potato-kale quesadillas for a wintery weekend

My dad says all this snow in D.C. is because of me. Perhaps the weather gods are trying to appease this transplanted Canadian, but I hereby give them permission to cease operations.

After three feet fell between Friday and Saturday, the city shut down. There was no public transit available in our neighborhood from late Friday night through Monday. This morning, Tuesday, I managed to trudge to work on brown-sugared streets and stalled trains, my commute finally clocking in at two hours. By the time I got home tonight more flakes were falling, and an email saying we’re closed again tomorrow was waiting in my inbox.

Thanks to my housemates, I’m managing to stay sane (and thanks to the sun, still cheerful). Austin brought on a craving I didn’t even know I had with homemade chicken pot pie, and Becki made me nostalgic for childhood Sunday mornings with her croissants—delicious when warmed to a crisp in the oven.

Unfortunately I didn’t get a lot of cooking or baking done myself. (I’ve re-discovered that this is what happens when you’re cooking for one, and can’t keep up with your domestically-inclined housemates.) While they measured and sauteéd away, I was busy trying to make a dent in a batch of beet borscht and vat of homemade hummus—supplemented of course with regular doses of popcorn.

Eating hand-to-mouth like this, all snuggled up in the living room watching the dogs play in the snow, brought its own hermitic serenity.

I did manage to try a new recipe a colleague printed out for me before we left early on Friday. Kale, potatoes, and goat cheese are creative quesadilla fillings, and even though I probably modified the recipe too much for it to properly reflect the original, it yielded tangy and meaty Saturday-night satisfaction.

The best themes to emerge from our white weekend, however, were yoga and Mr. Yogato.  Their linguistic semblance is completely unrelated, but not their ability to turn my unexpected long weekend into a health and wellness retreat. Becki’s four-wheel drive made it possible for Scott and me to get to Studio Serenity in the funky Adams Morgan district.

After four classes, I could see why the place was their second home. Each session starts with dabs of essential oil and friendly introductions. So far, the instructors have all delivered the ideal mix of rigor and relaxation, and each class finishes with aromatherapy spray, spiced tea, and animal crackers. (Perhaps to remind us of all our wonderful downward dogs, cat stretches and fish poses!)

The cookies and tea weren’t enough to replenish our sweaty, stretched-out bodies though, and so with lavender still on our noses, Scott carted me off to Mr. Yogato. Unlike most frozen yogurt places, their yogurt is pure and unsweetened. I was happy to discover that per ounce, their yogurt has one whole gram of protein, 0 grams of fat, and only 30 calories. (That meant that even my generously sized “middle” brought me 8 grams of protein, no fat, and only 240 post-yoga calories.) Topped with blueberries and raspberries, there was plenty of room for anti-oxidants, too.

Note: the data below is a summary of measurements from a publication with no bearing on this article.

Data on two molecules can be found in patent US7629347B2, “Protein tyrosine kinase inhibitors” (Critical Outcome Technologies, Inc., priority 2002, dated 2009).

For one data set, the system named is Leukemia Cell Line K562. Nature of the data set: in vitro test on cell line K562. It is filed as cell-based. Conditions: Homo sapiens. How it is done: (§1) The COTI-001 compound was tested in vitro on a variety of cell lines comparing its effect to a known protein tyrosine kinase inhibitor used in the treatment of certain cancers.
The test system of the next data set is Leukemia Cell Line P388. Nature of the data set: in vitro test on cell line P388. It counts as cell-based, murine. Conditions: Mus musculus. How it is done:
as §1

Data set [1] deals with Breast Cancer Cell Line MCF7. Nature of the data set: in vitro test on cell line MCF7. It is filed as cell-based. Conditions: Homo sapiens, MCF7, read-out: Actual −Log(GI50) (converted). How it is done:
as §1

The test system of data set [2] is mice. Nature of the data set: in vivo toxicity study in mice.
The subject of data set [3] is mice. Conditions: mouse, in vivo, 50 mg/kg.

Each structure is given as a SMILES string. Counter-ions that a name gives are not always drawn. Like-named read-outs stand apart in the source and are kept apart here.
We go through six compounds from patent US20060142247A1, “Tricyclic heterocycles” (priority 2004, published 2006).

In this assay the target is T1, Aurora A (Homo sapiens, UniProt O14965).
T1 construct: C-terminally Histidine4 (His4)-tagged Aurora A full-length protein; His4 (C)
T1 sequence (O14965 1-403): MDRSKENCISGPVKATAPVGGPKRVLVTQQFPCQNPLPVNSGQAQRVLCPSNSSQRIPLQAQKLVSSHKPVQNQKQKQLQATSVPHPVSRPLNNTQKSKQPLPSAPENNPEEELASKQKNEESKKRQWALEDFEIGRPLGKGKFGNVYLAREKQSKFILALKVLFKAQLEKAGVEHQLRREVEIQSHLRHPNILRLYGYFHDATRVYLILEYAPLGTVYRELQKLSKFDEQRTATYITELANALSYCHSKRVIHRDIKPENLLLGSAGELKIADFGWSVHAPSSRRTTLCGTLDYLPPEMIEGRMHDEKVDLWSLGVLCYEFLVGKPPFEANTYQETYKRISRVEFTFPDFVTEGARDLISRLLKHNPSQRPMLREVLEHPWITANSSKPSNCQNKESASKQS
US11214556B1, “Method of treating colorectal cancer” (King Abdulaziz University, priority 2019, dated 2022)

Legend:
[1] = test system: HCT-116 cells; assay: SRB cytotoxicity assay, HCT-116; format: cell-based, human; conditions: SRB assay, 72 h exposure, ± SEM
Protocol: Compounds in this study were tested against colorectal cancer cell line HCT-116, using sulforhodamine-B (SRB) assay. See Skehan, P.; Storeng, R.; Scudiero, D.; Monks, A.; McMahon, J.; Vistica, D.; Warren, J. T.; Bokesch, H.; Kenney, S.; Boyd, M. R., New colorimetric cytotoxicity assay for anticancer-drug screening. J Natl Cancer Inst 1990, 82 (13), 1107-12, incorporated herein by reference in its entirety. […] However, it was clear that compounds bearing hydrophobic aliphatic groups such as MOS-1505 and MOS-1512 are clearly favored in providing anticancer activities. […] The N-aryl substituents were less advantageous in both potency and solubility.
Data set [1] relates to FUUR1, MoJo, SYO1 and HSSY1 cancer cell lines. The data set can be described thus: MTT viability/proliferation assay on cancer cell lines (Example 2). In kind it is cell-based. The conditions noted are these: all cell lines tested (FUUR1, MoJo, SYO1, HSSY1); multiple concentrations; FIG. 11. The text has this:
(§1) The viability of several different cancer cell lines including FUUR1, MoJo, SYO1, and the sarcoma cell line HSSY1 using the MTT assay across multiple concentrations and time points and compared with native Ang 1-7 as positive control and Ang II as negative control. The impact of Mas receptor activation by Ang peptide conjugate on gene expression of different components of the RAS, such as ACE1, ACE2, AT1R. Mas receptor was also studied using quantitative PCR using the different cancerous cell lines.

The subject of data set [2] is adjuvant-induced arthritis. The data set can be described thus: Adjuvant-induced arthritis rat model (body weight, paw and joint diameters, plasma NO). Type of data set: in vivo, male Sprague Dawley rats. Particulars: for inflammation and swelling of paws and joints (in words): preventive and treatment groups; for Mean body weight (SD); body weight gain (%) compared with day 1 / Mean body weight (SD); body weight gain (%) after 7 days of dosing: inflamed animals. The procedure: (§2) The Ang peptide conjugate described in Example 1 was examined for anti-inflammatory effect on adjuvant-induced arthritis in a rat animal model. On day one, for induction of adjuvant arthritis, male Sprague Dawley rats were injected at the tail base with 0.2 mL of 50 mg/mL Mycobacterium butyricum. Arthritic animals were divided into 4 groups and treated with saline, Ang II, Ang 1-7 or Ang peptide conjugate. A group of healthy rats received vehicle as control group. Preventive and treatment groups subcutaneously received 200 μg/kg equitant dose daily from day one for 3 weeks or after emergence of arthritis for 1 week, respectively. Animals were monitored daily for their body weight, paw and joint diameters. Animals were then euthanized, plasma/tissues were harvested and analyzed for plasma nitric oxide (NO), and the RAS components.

At the time of this posting, I am stuffed with my second quesadilla of this extended weekend, pouring a glass of wine, and setting up for another day at home. The federal government has declared another snow day, and I will be happy: as long as I have my yoga, my yogurt, and new things to try in the kitchen.

And I’m proud to welcome the quesadilla back into my repertoire, with startling new flavors peeking out from beneath its folds.

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mango-dillas

I’m sure it had already been invented, but my mom and I like to think we coined the special hybrid term pizzadillas — a cross between a pizza and a quesadilla, or simply an open-faced quesadilla. So I figure if we can coin a term like that, I can coin another one: the mango-dilla.

The other night when we became suddenly hungry at 8, we decided to see what we could “throw together” together in the kitchen. The result? What I often call “accidental gourmet,” something you’re really not expecting to taste that great but somehow just does.

It went kinda like this: Hmm, homemade whole wheat tortillas in the freezer. Hmm, leftover tropical fruit salsa. A chunk of blah cheese that just might go the distance. Cilantro, check. Green onion, check. Now for the protein. Cans of tuna? Can we do this? But wasn’t that salsa created to go with tuna (steaks) in the first place? So why not? I dug into the can, keeping the fish in chunks rather than breaking it up like you would for a tuna-salad sandwich.

Thanks to the Mexicans for inventing a cuisine that’s so flexible, colorful, fresh and easy. Barely any chopping, 5 minutes in the toaster oven (for me) and the frying pan (for the hubby) and off we were to Oaxaca. Or even Syracuse, where it’s at least as warm. Ole!

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